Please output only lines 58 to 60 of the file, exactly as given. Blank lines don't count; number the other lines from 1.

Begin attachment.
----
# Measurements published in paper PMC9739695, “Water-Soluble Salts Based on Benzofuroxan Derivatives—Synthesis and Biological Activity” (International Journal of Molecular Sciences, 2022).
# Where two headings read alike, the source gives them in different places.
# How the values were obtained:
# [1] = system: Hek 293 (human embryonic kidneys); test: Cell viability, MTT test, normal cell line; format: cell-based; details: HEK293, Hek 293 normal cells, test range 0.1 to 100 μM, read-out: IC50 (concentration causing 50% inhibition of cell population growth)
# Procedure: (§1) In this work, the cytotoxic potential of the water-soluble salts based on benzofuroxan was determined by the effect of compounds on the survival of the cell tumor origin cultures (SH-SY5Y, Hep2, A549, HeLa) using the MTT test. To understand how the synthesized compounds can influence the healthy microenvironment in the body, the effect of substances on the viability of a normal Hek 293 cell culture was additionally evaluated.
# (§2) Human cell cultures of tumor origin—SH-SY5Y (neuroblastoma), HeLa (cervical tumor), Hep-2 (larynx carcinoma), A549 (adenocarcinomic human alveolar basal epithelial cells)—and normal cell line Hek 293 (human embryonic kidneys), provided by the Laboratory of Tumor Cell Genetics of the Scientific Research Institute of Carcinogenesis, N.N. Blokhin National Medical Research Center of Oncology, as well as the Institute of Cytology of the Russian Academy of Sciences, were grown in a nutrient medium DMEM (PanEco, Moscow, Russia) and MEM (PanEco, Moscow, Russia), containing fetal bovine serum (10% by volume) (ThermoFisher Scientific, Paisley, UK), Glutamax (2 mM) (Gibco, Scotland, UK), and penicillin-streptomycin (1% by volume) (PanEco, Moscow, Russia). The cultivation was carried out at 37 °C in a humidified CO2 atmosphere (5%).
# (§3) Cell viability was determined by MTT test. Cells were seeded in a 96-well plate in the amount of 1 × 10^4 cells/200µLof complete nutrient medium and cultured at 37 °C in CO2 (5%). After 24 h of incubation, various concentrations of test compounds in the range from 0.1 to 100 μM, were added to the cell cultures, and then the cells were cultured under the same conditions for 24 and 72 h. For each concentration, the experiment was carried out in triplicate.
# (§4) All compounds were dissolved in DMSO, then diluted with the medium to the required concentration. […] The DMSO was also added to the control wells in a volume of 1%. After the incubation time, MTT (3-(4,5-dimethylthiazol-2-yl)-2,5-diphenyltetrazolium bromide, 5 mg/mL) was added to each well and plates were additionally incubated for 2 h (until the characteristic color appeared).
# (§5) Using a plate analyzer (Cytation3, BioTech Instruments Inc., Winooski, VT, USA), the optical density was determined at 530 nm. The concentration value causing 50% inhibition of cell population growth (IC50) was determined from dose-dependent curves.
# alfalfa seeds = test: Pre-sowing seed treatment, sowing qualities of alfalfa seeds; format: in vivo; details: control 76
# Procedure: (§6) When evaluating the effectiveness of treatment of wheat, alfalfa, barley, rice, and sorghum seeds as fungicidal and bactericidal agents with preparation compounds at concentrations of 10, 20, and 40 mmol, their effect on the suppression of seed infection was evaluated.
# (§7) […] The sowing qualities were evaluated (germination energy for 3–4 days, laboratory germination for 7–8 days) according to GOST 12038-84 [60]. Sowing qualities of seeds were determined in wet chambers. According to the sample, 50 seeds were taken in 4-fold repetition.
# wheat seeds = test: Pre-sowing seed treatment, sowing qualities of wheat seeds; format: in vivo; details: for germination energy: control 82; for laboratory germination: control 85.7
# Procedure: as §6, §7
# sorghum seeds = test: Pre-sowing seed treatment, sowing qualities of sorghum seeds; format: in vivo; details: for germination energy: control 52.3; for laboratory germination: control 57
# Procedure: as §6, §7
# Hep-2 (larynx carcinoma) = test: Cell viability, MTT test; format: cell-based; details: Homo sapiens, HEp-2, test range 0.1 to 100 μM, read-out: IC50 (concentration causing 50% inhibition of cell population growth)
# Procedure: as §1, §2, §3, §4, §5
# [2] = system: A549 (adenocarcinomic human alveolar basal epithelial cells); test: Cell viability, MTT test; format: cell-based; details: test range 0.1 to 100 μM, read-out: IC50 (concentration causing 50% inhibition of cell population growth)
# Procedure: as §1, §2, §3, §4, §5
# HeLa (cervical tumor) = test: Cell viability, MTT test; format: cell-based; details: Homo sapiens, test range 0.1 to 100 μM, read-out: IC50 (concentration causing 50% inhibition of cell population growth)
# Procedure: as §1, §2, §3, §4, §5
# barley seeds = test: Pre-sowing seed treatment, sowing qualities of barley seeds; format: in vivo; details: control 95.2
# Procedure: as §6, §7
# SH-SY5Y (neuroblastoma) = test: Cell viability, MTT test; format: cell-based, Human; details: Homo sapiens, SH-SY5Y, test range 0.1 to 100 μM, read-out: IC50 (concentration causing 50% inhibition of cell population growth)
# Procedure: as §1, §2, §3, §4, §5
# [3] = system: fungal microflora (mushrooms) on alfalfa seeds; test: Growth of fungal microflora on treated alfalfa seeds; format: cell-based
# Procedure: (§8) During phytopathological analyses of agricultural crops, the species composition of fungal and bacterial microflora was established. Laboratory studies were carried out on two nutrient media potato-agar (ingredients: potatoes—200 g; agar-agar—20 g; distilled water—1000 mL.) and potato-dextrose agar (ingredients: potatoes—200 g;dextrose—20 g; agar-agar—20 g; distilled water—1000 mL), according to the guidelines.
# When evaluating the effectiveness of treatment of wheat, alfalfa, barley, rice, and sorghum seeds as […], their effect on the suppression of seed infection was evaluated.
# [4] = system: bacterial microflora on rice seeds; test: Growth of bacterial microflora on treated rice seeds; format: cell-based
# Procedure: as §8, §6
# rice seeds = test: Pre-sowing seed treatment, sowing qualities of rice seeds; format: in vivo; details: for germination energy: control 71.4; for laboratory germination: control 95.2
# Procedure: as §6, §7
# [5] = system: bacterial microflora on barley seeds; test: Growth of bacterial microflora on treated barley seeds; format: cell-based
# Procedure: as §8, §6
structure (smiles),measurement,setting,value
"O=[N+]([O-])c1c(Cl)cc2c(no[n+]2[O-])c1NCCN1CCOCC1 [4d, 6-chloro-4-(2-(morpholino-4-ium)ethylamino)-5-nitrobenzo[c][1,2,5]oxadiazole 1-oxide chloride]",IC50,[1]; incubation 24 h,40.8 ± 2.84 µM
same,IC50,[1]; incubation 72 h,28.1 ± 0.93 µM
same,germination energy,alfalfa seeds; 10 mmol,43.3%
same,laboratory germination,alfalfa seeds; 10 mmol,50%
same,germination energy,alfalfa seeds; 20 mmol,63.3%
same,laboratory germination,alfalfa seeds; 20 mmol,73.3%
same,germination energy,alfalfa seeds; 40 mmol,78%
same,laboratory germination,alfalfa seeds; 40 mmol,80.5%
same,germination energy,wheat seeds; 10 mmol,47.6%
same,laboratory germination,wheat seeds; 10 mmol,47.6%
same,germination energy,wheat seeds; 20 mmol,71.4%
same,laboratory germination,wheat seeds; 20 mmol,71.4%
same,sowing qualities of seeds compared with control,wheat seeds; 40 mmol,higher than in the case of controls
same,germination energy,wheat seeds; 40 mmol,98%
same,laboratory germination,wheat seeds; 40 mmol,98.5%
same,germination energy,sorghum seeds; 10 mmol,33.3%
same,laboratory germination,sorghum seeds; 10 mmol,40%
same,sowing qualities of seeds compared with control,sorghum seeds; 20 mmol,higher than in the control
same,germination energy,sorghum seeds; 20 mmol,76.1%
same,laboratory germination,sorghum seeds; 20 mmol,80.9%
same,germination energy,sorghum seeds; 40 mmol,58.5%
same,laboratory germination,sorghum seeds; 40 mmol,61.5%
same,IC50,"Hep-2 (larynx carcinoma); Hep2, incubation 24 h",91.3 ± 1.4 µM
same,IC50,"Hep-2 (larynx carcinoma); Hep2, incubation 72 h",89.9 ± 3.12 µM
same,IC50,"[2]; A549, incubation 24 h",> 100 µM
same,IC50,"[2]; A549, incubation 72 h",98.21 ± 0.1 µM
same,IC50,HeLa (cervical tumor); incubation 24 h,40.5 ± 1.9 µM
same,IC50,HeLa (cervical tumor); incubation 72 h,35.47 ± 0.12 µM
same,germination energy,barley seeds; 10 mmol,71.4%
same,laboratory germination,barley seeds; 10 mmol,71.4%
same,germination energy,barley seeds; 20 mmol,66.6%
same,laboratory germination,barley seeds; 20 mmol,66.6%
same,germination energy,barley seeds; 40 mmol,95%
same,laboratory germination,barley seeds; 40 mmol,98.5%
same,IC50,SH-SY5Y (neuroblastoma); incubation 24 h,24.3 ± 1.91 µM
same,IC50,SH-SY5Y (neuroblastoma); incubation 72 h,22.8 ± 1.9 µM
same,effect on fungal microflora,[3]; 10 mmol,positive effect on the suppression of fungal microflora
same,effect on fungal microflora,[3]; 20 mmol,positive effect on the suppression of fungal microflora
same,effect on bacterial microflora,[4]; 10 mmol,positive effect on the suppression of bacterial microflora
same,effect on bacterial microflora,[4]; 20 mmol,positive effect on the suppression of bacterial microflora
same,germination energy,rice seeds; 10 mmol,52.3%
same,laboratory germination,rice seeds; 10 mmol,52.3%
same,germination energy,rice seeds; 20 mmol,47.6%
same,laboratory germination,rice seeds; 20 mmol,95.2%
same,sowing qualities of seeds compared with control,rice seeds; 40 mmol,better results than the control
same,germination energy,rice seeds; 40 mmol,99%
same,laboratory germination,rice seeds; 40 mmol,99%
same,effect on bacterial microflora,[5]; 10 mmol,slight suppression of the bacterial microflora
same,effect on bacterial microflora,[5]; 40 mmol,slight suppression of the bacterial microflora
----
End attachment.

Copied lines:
same,laboratory germination,sorghum seeds; 40 mmol,61.5%
same,IC50,"Hep-2 (larynx carcinoma); Hep2, incubation 24 h",91.3 ± 1.4 µM
same,IC50,"Hep-2 (larynx carcinoma); Hep2, incubation 72 h",89.9 ± 3.12 µM